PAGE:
# Raster aggregation in ArcGIS

I'd like to aggregate a raster from 1m to 6m in ArcGIS with a custom rule. For example, each cell value of aggregated raster = mean value of 5 highest cell values from 36 aggregated values. How do I do that?

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(1) In aggregating 6:1, there will be 6^2 = 36 values rather than 25. (2) Using ArcGIS, this task is possible but not easy. Would you consider a Python or R solution? –  whuber Dec 17 '12 at 16:04
Thanks, 36 indeed :) Python, R or any other solution would be much appreciated, though Python seems a little bit more friendly for ArcGIS user. –  Tomek Dec 17 '12 at 20:45

Here is an `R` solution. Other questions on this site demonstrate how to read and write raster files in `R`, so let's get right to the solution. First, some random data to illustrate the procedure:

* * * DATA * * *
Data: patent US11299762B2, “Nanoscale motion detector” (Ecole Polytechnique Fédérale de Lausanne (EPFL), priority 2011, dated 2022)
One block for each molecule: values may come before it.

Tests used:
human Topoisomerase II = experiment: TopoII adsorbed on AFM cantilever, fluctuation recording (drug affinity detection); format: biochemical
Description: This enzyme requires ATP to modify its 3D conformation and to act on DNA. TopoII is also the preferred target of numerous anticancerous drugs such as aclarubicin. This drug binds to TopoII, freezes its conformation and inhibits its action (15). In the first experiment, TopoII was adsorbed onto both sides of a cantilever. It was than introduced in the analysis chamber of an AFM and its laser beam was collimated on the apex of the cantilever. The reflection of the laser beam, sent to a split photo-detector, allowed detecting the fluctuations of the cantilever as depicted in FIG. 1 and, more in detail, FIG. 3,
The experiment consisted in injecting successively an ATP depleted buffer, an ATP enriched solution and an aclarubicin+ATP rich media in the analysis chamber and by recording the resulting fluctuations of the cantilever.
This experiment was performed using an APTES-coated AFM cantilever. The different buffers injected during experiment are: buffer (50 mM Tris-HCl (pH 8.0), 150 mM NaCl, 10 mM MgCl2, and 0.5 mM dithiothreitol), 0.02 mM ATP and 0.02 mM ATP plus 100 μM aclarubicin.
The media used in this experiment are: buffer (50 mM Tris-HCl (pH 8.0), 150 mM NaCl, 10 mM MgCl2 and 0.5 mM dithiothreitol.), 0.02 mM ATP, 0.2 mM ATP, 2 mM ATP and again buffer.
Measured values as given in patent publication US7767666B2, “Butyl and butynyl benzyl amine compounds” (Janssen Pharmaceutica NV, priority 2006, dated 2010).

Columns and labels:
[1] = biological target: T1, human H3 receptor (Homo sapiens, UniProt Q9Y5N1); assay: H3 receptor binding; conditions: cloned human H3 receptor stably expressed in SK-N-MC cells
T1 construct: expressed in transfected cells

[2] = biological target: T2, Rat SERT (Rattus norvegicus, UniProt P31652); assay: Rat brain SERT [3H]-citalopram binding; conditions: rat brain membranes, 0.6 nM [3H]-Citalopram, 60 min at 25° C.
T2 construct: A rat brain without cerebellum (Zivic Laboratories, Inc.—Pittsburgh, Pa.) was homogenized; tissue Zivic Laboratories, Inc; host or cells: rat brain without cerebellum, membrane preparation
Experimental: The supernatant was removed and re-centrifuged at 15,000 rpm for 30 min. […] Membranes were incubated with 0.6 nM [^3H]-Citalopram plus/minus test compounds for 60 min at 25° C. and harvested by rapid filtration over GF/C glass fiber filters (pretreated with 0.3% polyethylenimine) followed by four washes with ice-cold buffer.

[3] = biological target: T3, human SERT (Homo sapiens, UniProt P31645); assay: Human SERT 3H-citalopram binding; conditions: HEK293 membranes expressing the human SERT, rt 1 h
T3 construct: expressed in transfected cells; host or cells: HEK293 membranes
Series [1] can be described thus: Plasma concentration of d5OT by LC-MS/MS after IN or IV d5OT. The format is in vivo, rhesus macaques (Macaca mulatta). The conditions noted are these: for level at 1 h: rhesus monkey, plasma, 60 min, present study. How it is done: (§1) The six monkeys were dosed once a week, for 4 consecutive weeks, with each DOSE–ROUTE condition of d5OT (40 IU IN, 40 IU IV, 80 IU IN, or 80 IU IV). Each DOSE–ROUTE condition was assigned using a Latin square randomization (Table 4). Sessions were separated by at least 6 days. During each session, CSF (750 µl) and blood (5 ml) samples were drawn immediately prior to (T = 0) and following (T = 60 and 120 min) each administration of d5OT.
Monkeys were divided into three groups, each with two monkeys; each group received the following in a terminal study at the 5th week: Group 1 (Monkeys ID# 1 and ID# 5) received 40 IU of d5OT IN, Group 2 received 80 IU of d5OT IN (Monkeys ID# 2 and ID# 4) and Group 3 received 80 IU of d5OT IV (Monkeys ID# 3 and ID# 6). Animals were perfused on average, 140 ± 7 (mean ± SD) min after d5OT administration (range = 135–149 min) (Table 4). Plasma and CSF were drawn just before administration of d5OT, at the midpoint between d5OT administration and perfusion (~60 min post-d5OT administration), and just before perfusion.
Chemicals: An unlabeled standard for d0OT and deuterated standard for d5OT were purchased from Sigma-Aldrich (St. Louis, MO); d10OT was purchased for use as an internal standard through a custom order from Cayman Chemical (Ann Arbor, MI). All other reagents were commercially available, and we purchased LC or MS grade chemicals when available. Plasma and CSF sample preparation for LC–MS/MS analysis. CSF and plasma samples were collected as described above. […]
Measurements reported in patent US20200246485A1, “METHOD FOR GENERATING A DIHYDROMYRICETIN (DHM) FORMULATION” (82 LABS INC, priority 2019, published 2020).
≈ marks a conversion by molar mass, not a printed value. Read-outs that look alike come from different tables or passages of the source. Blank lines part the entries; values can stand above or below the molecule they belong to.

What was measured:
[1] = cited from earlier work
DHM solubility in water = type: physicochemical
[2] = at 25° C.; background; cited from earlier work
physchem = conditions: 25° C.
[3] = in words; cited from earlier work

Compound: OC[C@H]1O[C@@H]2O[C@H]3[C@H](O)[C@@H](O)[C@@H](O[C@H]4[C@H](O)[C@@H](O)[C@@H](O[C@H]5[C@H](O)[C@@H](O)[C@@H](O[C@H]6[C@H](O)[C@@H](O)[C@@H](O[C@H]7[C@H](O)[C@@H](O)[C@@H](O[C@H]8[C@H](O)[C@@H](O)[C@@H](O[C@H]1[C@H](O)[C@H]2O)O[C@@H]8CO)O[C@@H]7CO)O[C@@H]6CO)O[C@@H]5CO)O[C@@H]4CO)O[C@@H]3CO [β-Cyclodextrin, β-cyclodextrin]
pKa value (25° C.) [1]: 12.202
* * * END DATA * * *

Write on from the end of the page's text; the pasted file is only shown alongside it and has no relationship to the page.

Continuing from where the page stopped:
``````n.rows <- 1000
n.cols <- 1000
r <- outer(1:n.rows, 1:n.cols,
function(x,y) sin(x/100) * cos(((100+x)/(1+(y/100)^2)))^2) + rnorm(n.rows*n.cols, 0, .10)
``````

Here's the code. It applies a user-supplied function `f` to each 6 by 6 block of the raster `r`; `f` finds and averages the five largest values. The code uses `sapply` to break the array into columns of width 6 and calls `aggregate` to spit out a column of statistics within each such vertical band. (I coded it in this order--split the columns first--because `R` stores arrays in column-major order. This will maximize the locality of reference, which is important for speed on very large arrays.)

``````f <- function(x) {y <- as.vector(x); mean(y[order(y, decreasing=TRUE)[1:5]])}
aggregate <- function(x, k=dim(x)[2], fun) sapply(seq(1, dim(x)[1]+1-k, k),
function(i) fun(x[1:k+i-1, ]))
agg <- sapply(seq(1, dim(r)[2]+1-6, 6), function(j) aggregate(r[, 1:6+j-1], k=6, fun=f))
``````

This takes about two seconds for the sample grid of a million cells. Plots help us compare them:

``````library(raster)
r.r <- raster(r); agg.r <- raster(agg)
par(mfrow=c(1,2))
image(r.r, zlim=c(min(r), max(r)), col=terrain.colors(300), main="Original")
image(agg.r, zlim=c(min(r), max(r)), col=terrain.colors(300), main="Aggregate")
``````

It is evident that the aggregate tends to pick out the larger values in each block.

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